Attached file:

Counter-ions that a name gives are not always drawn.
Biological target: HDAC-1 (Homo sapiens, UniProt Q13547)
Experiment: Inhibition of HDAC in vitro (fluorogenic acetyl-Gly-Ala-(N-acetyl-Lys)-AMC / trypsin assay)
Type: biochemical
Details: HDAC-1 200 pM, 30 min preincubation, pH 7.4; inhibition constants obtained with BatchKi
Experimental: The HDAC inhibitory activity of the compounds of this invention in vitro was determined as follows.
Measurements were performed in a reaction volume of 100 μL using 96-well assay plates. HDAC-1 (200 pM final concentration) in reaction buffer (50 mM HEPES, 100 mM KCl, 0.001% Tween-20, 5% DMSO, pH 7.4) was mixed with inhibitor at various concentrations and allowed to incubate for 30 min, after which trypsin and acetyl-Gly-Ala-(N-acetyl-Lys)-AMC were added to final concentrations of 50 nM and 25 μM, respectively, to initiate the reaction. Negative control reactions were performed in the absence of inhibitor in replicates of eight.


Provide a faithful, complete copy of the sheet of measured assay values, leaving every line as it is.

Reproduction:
Counter-ions that a name gives are not always drawn.
Biological target: HDAC-1 (Homo sapiens, UniProt Q13547)
Experiment: Inhibition of HDAC in vitro (fluorogenic acetyl-Gly-Ala-(N-acetyl-Lys)-AMC / trypsin assay)
Type: biochemical
Details: HDAC-1 200 pM, 30 min preincubation, pH 7.4; inhibition constants obtained with BatchKi
Experimental: The HDAC inhibitory activity of the compounds of this invention in vitro was determined as follows.
Measurements were performed in a reaction volume of 100 μL using 96-well assay plates. HDAC-1 (200 pM final concentration) in reaction buffer (50 mM HEPES, 100 mM KCl, 0.001% Tween-20, 5% DMSO, pH 7.4) was mixed with inhibitor at various concentrations and allowed to incubate for 30 min, after which trypsin and acetyl-Gly-Ala-(N-acetyl-Lys)-AMC were added to final concentrations of 50 nM and 25 μM, respectively, to initiate the reaction. Negative control reactions were performed in the absence of inhibitor in replicates of eight.